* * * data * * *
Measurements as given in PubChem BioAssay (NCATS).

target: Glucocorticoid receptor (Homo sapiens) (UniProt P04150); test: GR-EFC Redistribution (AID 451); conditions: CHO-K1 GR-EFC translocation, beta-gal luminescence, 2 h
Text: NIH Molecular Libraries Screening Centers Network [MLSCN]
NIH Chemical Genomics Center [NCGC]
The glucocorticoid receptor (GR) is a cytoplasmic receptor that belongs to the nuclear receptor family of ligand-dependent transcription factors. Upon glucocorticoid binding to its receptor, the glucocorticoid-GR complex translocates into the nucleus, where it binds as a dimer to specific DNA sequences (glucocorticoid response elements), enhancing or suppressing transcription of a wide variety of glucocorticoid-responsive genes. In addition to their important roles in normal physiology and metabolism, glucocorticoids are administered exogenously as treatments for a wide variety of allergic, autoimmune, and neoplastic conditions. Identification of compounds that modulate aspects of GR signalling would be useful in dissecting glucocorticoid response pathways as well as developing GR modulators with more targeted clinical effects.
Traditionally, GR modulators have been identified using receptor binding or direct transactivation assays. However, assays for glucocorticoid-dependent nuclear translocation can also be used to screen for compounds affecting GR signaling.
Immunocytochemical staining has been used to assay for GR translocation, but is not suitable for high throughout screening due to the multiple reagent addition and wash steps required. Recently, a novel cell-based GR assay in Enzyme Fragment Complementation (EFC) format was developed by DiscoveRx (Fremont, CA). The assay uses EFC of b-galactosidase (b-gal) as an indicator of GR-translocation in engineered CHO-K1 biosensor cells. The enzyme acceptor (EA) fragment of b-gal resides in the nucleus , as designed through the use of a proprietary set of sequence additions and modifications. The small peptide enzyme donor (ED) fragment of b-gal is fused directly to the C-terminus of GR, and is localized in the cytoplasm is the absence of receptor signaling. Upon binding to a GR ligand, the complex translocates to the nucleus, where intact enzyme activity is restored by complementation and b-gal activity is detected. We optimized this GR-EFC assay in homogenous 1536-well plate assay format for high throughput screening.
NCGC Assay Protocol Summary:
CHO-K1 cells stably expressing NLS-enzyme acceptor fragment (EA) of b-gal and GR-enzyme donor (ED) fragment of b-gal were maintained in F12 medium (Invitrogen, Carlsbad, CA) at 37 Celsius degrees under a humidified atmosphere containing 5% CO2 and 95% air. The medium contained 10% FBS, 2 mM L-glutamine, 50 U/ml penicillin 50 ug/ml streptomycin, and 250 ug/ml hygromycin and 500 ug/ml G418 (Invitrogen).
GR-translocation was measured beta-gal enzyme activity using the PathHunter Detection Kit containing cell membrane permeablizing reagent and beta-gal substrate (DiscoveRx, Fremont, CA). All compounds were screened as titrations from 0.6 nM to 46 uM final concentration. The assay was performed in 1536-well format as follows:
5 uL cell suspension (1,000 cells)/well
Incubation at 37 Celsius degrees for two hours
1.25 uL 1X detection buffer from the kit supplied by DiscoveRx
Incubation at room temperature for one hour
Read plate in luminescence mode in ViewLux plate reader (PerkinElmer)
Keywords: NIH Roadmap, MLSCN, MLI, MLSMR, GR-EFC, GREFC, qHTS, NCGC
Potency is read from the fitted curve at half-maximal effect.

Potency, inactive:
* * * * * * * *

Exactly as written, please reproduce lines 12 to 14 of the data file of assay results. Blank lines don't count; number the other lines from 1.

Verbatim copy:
Incubation at 37 Celsius degrees for two hours
1.25 uL 1X detection buffer from the kit supplied by DiscoveRx
Incubation at room temperature for one hour